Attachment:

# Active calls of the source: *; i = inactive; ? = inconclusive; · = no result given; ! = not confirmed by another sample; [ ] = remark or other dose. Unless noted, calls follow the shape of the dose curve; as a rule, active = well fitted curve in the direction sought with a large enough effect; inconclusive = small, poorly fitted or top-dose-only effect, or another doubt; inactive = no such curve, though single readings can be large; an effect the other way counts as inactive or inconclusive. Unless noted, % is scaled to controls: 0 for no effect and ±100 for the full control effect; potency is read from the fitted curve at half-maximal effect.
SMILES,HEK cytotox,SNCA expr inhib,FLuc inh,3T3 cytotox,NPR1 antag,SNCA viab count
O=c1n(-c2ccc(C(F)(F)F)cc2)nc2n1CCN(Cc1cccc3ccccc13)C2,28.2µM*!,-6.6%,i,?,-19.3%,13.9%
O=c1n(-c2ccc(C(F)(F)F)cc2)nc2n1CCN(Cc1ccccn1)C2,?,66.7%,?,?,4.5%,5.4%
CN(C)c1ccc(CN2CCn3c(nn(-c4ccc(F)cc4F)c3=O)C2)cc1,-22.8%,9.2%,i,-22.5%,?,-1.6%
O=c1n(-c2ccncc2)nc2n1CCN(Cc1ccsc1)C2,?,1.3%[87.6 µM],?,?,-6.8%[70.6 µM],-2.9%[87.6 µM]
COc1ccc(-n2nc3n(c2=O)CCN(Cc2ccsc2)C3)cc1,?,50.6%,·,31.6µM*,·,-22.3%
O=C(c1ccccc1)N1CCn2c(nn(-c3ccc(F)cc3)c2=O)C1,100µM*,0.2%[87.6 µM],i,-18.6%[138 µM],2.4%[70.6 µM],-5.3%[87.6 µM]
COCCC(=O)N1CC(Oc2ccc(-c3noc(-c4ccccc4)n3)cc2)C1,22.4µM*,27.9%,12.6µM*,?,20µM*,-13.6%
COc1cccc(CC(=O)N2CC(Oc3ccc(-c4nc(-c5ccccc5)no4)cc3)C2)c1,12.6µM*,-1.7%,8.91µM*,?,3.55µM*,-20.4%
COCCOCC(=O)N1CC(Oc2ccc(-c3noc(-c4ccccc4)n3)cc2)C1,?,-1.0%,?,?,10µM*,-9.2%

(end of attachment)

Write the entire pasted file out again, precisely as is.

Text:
# Active calls of the source: *; i = inactive; ? = inconclusive; · = no result given; ! = not confirmed by another sample; [ ] = remark or other dose. Unless noted, calls follow the shape of the dose curve; as a rule, active = well fitted curve in the direction sought with a large enough effect; inconclusive = small, poorly fitted or top-dose-only effect, or another doubt; inactive = no such curve, though single readings can be large; an effect the other way counts as inactive or inconclusive. Unless noted, % is scaled to controls: 0 for no effect and ±100 for the full control effect; potency is read from the fitted curve at half-maximal effect.
SMILES,HEK cytotox,SNCA expr inhib,FLuc inh,3T3 cytotox,NPR1 antag,SNCA viab count
O=c1n(-c2ccc(C(F)(F)F)cc2)nc2n1CCN(Cc1cccc3ccccc13)C2,28.2µM*!,-6.6%,i,?,-19.3%,13.9%
O=c1n(-c2ccc(C(F)(F)F)cc2)nc2n1CCN(Cc1ccccn1)C2,?,66.7%,?,?,4.5%,5.4%
CN(C)c1ccc(CN2CCn3c(nn(-c4ccc(F)cc4F)c3=O)C2)cc1,-22.8%,9.2%,i,-22.5%,?,-1.6%
O=c1n(-c2ccncc2)nc2n1CCN(Cc1ccsc1)C2,?,1.3%[87.6 µM],?,?,-6.8%[70.6 µM],-2.9%[87.6 µM]
COc1ccc(-n2nc3n(c2=O)CCN(Cc2ccsc2)C3)cc1,?,50.6%,·,31.6µM*,·,-22.3%
O=C(c1ccccc1)N1CCn2c(nn(-c3ccc(F)cc3)c2=O)C1,100µM*,0.2%[87.6 µM],i,-18.6%[138 µM],2.4%[70.6 µM],-5.3%[87.6 µM]
COCCC(=O)N1CC(Oc2ccc(-c3noc(-c4ccccc4)n3)cc2)C1,22.4µM*,27.9%,12.6µM*,?,20µM*,-13.6%
COc1cccc(CC(=O)N2CC(Oc3ccc(-c4nc(-c5ccccc5)no4)cc3)C2)c1,12.6µM*,-1.7%,8.91µM*,?,3.55µM*,-20.4%
COCCOCC(=O)N1CC(Oc2ccc(-c3noc(-c4ccccc4)n3)cc2)C1,?,-1.0%,?,?,10µM*,-9.2%